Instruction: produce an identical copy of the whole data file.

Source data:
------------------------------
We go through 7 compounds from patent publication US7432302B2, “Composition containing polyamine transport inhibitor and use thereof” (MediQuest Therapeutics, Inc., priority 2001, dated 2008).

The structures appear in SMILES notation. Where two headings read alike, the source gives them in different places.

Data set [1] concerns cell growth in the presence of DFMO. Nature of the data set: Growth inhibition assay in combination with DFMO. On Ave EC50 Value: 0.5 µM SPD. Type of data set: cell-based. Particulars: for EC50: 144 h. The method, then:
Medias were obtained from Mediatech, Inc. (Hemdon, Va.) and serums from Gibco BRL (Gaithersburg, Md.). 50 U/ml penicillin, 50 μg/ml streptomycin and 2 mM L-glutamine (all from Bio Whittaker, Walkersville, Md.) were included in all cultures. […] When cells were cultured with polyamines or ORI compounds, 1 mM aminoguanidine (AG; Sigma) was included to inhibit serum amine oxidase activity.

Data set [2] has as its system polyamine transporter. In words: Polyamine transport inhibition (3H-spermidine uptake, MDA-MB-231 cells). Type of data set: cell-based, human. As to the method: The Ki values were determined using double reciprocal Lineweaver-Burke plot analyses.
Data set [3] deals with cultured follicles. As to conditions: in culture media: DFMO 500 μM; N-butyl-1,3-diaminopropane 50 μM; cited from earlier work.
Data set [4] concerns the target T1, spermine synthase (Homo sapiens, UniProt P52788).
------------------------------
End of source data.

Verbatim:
We go through 7 compounds from patent publication US7432302B2, “Composition containing polyamine transport inhibitor and use thereof” (MediQuest Therapeutics, Inc., priority 2001, dated 2008).

The structures appear in SMILES notation. Where two headings read alike, the source gives them in different places.

Data set [1] concerns cell growth in the presence of DFMO. Nature of the data set: Growth inhibition assay in combination with DFMO. On Ave EC50 Value: 0.5 µM SPD. Type of data set: cell-based. Particulars: for EC50: 144 h. The method, then:
Medias were obtained from Mediatech, Inc. (Hemdon, Va.) and serums from Gibco BRL (Gaithersburg, Md.). 50 U/ml penicillin, 50 μg/ml streptomycin and 2 mM L-glutamine (all from Bio Whittaker, Walkersville, Md.) were included in all cultures. […] When cells were cultured with polyamines or ORI compounds, 1 mM aminoguanidine (AG; Sigma) was included to inhibit serum amine oxidase activity.

Data set [2] has as its system polyamine transporter. In words: Polyamine transport inhibition (3H-spermidine uptake, MDA-MB-231 cells). Type of data set: cell-based, human. As to the method: The Ki values were determined using double reciprocal Lineweaver-Burke plot analyses.
Data set [3] deals with cultured follicles. As to conditions: in culture media: DFMO 500 μM; N-butyl-1,3-diaminopropane 50 μM; cited from earlier work.
Data set [4] concerns the target T1, spermine synthase (Homo sapiens, UniProt P52788).